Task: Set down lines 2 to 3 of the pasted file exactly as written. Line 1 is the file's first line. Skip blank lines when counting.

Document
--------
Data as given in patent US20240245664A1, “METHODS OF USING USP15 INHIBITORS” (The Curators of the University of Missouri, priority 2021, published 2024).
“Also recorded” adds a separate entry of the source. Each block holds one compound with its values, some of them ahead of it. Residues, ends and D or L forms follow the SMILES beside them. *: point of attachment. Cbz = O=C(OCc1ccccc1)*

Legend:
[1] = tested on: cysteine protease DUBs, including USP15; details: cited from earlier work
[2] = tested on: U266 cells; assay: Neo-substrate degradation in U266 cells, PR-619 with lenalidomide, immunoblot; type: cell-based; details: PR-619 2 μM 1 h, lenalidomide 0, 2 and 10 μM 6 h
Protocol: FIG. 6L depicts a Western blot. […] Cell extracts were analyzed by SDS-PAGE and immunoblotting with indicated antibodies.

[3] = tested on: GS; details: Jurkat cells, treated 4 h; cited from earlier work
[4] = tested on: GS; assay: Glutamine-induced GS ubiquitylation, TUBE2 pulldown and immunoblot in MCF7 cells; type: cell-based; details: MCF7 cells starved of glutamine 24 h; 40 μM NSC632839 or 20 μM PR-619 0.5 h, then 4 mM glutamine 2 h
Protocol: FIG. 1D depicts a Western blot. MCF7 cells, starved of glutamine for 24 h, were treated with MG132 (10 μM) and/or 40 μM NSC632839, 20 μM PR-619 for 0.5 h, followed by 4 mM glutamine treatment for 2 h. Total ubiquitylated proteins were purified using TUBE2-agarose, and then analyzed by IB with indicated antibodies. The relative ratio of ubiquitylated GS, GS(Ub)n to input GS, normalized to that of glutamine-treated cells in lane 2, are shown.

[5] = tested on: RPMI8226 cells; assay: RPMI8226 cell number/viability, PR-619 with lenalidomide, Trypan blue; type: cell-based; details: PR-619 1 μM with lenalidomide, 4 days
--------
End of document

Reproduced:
“Also recorded” adds a separate entry of the source. Each block holds one compound with its values, some of them ahead of it. Residues, ends and D or L forms follow the SMILES beside them. *: point of attachment. Cbz = O=C(OCc1ccccc1)*

Legend: